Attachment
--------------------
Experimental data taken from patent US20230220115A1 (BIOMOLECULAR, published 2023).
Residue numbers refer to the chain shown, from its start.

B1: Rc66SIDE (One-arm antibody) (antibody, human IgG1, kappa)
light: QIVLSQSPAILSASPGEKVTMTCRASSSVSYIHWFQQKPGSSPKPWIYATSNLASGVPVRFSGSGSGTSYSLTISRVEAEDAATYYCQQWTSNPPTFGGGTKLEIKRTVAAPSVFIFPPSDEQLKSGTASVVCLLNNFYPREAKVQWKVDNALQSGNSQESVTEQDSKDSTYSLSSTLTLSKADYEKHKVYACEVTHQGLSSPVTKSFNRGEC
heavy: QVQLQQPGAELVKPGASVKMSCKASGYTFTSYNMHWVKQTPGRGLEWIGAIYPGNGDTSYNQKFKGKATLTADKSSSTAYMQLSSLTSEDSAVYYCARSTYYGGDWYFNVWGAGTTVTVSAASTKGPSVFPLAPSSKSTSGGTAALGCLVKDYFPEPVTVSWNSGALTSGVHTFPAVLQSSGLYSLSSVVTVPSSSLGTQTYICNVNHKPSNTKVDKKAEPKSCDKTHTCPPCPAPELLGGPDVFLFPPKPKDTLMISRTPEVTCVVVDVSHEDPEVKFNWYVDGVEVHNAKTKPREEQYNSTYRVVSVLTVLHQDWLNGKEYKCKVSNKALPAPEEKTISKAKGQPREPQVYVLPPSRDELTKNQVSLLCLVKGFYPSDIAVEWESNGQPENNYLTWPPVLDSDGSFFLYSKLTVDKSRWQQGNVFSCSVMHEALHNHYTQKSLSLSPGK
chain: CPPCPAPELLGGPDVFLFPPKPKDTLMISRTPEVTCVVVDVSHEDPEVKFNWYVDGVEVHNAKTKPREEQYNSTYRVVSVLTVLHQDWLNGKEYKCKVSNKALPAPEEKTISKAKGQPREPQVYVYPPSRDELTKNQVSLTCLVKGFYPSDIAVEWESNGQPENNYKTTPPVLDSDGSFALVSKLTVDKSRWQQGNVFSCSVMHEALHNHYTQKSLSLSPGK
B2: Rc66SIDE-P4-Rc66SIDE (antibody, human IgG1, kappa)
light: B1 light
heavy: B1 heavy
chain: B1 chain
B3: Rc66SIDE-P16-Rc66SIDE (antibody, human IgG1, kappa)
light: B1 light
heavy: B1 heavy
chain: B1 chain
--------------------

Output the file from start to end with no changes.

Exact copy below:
Experimental data taken from patent US20230220115A1 (BIOMOLECULAR, published 2023).
Residue numbers refer to the chain shown, from its start.

B1: Rc66SIDE (One-arm antibody) (antibody, human IgG1, kappa)
light: QIVLSQSPAILSASPGEKVTMTCRASSSVSYIHWFQQKPGSSPKPWIYATSNLASGVPVRFSGSGSGTSYSLTISRVEAEDAATYYCQQWTSNPPTFGGGTKLEIKRTVAAPSVFIFPPSDEQLKSGTASVVCLLNNFYPREAKVQWKVDNALQSGNSQESVTEQDSKDSTYSLSSTLTLSKADYEKHKVYACEVTHQGLSSPVTKSFNRGEC
heavy: QVQLQQPGAELVKPGASVKMSCKASGYTFTSYNMHWVKQTPGRGLEWIGAIYPGNGDTSYNQKFKGKATLTADKSSSTAYMQLSSLTSEDSAVYYCARSTYYGGDWYFNVWGAGTTVTVSAASTKGPSVFPLAPSSKSTSGGTAALGCLVKDYFPEPVTVSWNSGALTSGVHTFPAVLQSSGLYSLSSVVTVPSSSLGTQTYICNVNHKPSNTKVDKKAEPKSCDKTHTCPPCPAPELLGGPDVFLFPPKPKDTLMISRTPEVTCVVVDVSHEDPEVKFNWYVDGVEVHNAKTKPREEQYNSTYRVVSVLTVLHQDWLNGKEYKCKVSNKALPAPEEKTISKAKGQPREPQVYVLPPSRDELTKNQVSLLCLVKGFYPSDIAVEWESNGQPENNYLTWPPVLDSDGSFFLYSKLTVDKSRWQQGNVFSCSVMHEALHNHYTQKSLSLSPGK
chain: CPPCPAPELLGGPDVFLFPPKPKDTLMISRTPEVTCVVVDVSHEDPEVKFNWYVDGVEVHNAKTKPREEQYNSTYRVVSVLTVLHQDWLNGKEYKCKVSNKALPAPEEKTISKAKGQPREPQVYVYPPSRDELTKNQVSLTCLVKGFYPSDIAVEWESNGQPENNYKTTPPVLDSDGSFALVSKLTVDKSRWQQGNVFSCSVMHEALHNHYTQKSLSLSPGK
B2: Rc66SIDE-P4-Rc66SIDE (antibody, human IgG1, kappa)
light: B1 light
heavy: B1 heavy
chain: B1 chain
B3: Rc66SIDE-P16-Rc66SIDE (antibody, human IgG1, kappa)
light: B1 light
heavy: B1 heavy
chain: B1 chain